It is clear through all of this that both Ying and Bowien are brave enough to just do whatever they want to do – a trait coveted by creatives the world over.

Without appearing to pander to stakeholders or any other authority, Lucky Peach publishes whatever it wants – from transcripts of conversations between drunk chefs and food writers, to illustrations that are vaguely related to food and are bordering on the absurd.
Likewise, Bowien’s restaurants, Mission Chinese Food and Mission Cantina, don’t allow any traditional definitions get in the way of just making some bloody tasty food – whether that be Mapo tofu layered in a burrito, or serving a top quality Neapolitan-style pizza at a self-proclaimed Sichuan restaurant. “That’s how Mission Chinese started – I was tired of working for other people and having to run certain dishes on certain days because that’s what people were expecting to eat,” Bowien says.

“So you have to create your own trajectory at that point. When you reach your glass ceiling, you can choose to go down the route of being like, a hotel chef, for example. But for me, I kinda wanna be able to m be myself. And in the chef world, it’s actually still not super acceptable yet to be actually yourself; to be different.”

“There’s a lot of macho chefs out there… and I was NEVER like that. So I think that’s why I stepped out of kitchens where you walk in and expect chefs to be in all-whites, you know… I wanted to do something for myself.”
Ying concurs. “I think with both the Mission Restaurants and Lucky Peach, it’s like, you kind of just have to have a little bit of this naivety and honestly do make a restaurant or make a recipe book for yourself and don’t think about it [too much],” Ying says.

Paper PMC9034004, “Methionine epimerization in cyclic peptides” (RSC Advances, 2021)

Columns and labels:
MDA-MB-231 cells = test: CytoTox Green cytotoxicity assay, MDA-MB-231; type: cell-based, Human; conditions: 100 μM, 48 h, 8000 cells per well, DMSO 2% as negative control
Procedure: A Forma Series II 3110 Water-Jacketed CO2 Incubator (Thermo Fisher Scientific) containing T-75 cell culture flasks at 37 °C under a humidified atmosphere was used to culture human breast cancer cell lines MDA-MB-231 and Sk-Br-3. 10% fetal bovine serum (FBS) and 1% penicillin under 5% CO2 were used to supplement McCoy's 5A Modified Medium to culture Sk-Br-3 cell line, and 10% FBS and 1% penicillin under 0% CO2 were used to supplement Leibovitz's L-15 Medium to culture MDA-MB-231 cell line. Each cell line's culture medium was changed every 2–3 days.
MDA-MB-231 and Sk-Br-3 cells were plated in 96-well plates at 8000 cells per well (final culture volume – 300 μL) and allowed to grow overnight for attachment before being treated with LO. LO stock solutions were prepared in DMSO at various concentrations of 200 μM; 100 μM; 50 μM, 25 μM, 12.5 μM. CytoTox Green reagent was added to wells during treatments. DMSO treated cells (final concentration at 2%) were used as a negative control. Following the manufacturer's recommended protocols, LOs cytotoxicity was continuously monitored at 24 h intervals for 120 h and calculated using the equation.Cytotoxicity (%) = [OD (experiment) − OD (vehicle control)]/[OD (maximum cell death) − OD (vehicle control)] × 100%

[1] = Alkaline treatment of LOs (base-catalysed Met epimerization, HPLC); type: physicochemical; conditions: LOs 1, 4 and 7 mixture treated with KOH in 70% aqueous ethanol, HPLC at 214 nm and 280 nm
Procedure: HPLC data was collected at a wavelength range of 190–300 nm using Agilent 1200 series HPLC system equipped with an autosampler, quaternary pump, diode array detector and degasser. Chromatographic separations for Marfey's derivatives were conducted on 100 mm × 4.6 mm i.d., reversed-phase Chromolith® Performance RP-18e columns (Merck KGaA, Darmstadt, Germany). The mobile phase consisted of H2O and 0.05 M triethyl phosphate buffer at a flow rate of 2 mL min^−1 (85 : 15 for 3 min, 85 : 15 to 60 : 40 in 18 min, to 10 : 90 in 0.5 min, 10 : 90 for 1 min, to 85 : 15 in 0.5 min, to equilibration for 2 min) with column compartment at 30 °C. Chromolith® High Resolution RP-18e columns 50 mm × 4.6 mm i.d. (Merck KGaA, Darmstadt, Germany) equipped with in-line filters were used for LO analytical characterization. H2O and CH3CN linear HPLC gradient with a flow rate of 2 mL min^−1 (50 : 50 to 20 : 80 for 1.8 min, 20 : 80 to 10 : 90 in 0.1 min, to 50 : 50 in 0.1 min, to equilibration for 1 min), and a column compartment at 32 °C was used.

“Like Danny was saying, we never assumed anyone was going to review Mission Chinese Food because it wasn’t even a real restaurant to us. It was just, like, a fun thing. So was Lucky Peach. You kind of have to have faith that when you do what you wanna do for yourself, that there’s people like you who are going to see what you do and like it.

“You know, Danny does pizza at the Mission Chinese Restaurant in New York, because he likes to eat pizza, because he finds it delicious. There shouldn’t be this dividing line between [what you cook at your restaurant] and what you like to eat. And it’s the best fucking pizza in New York, for sure.”

The Mission Chinese Food Cookbook is available online and in stores now.

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Lauren Bruce

Lauren started her writing career as a communications adviser before she realised she couldn’t ignore her passion for food and the arts any longer. So now she does both! Now editor of Gram Magazine, she has also contributed to Quest Magazine, Spook, the Herald Sun, Paper Sea and Junkee.